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Guyana's draft Petroleum Commission Bill stymies full disclosure of data



By Kaieter News

Petroleumworld 03 05 2018

There are key provisions in Guyana's draft Petroleum Commission Bill that could stymie the full disclosure of data to the citizenry.

According to the draft bill, the Commission would be empowered to monitor and regulate the efficient, safe, effective and environmentally responsible exploration, development and production of petroleum in Guyana.

The Board is also expected to submit to the Minister, as soon as practicable but not later than two months after the end of each financial year, a report detailing the activities and operations of the Commission during the year to which the report relates including audited accounts.

The report is expected to contain information including, but not limited to open areas for petroleum exploration and production, petroleum prospecting licences issued and relinquished, petroleum activities conducted, including, but not limited to, data acquisition and the drilling of wells, exploration, appraisal, development and production (volume of oil and gas produced) phases of the petroleum value chain, local content and local participation in petroleum activities, the status of development and production activities under each licence, health, safety and environment, and royalty and fees paid by operators.

( Other information which should be included in this report could be seen by following this link: )   

But here is the interesting twist;  the draft legislation says that only a SUMMARY of the annual report would be prepared and statement of accounts shall be published on the website of the Commission for public notice.

And that is not all; officers of the Commission and Board members are not allowed to disclose any information they obtained during the course of their work. Failure to observe this and the said person would be saddled with a fine of $5 million and imprisonment for three years


In comparison to 12 other nations, Ghana and Nigeria included, the strict provisions in Guyana's draft legislation would appear to be “non-standard”.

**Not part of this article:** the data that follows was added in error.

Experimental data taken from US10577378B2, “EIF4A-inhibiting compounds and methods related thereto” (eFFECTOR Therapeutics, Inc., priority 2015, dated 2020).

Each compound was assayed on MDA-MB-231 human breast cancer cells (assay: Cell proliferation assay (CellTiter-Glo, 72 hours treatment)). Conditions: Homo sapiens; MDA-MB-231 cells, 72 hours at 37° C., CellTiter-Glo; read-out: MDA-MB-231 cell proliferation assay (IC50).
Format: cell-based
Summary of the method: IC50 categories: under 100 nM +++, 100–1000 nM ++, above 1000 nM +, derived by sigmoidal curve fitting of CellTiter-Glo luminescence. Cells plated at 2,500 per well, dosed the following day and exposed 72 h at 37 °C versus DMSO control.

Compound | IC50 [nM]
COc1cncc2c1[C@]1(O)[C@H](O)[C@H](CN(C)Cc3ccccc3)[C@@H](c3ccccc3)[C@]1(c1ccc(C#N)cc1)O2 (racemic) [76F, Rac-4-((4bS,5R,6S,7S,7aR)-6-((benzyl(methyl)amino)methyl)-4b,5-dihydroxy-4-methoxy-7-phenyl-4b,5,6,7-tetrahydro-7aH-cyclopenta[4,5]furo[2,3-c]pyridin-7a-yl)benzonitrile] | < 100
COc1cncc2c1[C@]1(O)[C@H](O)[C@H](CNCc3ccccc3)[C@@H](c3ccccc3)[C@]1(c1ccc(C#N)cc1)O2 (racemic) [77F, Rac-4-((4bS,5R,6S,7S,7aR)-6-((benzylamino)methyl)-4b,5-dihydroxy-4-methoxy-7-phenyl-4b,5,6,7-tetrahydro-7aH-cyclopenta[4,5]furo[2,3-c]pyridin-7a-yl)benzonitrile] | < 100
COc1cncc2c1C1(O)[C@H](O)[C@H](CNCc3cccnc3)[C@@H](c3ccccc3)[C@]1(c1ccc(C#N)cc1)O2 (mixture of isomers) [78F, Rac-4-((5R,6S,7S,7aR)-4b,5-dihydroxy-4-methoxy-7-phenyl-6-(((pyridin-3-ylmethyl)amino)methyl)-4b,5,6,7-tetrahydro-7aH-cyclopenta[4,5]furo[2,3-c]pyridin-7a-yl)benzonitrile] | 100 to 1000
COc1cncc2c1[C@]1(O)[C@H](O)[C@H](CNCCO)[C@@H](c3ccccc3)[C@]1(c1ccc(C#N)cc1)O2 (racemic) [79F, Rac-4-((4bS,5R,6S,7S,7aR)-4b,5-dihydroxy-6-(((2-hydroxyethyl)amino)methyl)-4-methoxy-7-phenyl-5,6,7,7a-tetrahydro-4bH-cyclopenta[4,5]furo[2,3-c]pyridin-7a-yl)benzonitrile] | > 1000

In fact, one international oil and gas specialist who spoke with this newspaper indicated that Ghana's Petroleum Commission is supportive of the prompt disclosure of information. As such, it has an online register.

According to the website ( ), the laws of that African state dictate that there must be public disclosure of information as it comes in. In fact, Section 56 of the Petroleum (Exploration and Production) Act of Ghana states, “The Commission shall establish and maintain a register of petroleum agreements, licences, permits and authorizations as prescribed. The register shall be open to the public.”

The oil and gas expert said that this way, users of the site can monitor the decisions made by the Commissioners “as well as implement the level of scrutiny that is needed from any democratic society.”

The official said that offices such the Petroleum Commission should always be subjected to the highest level of scrutiny.

Support for this sentiment has been echoed by anticorruption advocates around the world time and again. It was even the infamous American computer professional, Edward Snowden who said, “There can be no faith in government if our highest offices are excused from scrutiny –they should be setting the example of transparency.”


Story from Kaieter News
03 03 2018

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